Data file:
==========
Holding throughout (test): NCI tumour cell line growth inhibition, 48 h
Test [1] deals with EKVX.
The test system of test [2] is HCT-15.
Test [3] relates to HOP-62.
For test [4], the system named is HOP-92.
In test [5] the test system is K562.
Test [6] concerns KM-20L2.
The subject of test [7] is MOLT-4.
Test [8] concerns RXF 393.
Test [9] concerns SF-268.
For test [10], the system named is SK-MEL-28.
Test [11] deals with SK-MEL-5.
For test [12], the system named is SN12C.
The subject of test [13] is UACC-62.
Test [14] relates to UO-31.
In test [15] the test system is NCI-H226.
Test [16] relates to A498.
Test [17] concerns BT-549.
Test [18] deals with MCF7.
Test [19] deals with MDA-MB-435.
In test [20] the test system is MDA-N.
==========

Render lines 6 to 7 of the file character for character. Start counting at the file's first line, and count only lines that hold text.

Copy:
In test [5] the test system is K562.
Test [6] concerns KM-20L2.